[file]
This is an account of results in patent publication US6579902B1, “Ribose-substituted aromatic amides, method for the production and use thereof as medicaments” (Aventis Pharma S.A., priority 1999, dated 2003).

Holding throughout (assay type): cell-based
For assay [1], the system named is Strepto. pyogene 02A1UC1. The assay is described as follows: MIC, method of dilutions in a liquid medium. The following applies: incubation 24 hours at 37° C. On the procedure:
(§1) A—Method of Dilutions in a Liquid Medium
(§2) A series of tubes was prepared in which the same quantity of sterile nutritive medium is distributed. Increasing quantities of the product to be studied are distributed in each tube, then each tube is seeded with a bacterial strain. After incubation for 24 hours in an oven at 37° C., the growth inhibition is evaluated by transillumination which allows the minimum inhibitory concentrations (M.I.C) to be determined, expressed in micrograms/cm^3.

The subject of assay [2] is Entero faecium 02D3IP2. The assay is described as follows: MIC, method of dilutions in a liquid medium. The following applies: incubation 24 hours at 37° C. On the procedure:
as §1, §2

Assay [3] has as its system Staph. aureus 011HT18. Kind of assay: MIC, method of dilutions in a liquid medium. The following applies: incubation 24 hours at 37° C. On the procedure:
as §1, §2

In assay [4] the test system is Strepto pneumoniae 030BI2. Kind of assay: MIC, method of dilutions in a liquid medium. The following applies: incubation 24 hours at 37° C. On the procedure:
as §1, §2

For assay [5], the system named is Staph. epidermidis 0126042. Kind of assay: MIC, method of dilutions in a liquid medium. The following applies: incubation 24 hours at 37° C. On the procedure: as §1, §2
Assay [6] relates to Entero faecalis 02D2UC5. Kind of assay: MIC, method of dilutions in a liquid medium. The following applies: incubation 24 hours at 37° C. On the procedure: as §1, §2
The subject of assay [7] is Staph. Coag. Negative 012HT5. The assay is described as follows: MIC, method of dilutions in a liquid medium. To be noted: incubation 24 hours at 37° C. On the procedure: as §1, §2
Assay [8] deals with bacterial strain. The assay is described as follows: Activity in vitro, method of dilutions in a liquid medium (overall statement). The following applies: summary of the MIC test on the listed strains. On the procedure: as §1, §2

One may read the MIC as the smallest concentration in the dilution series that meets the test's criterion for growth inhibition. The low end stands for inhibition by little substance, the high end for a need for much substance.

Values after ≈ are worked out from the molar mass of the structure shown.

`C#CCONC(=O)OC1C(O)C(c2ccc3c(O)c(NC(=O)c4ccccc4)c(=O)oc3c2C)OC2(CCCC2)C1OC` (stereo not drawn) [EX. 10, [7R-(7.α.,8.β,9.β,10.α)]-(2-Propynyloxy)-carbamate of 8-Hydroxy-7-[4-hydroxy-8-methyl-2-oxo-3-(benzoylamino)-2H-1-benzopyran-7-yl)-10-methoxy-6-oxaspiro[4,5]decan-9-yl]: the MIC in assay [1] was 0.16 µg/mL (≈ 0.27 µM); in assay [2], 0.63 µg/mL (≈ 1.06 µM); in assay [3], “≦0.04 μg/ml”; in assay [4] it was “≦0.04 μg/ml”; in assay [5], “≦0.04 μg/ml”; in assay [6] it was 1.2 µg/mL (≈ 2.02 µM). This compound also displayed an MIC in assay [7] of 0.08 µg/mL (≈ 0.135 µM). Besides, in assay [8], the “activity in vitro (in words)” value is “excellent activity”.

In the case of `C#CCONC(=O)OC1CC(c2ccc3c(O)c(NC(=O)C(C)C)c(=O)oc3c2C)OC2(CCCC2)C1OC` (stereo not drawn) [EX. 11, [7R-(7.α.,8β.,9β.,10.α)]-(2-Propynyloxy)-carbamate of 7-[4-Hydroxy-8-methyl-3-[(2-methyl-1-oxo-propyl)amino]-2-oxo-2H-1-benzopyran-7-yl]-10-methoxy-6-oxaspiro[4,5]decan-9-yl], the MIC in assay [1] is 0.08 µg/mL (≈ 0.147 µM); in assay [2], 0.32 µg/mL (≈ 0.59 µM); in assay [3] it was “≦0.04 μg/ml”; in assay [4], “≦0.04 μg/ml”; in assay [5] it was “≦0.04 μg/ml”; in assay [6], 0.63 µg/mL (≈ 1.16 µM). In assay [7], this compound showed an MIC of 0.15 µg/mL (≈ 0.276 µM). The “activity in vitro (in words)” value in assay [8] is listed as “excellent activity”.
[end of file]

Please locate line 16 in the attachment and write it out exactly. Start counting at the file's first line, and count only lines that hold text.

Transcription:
One may read the MIC as the smallest concentration in the dilution series that meets the test's criterion for growth inhibition. The low end stands for inhibition by little substance, the high end for a need for much substance.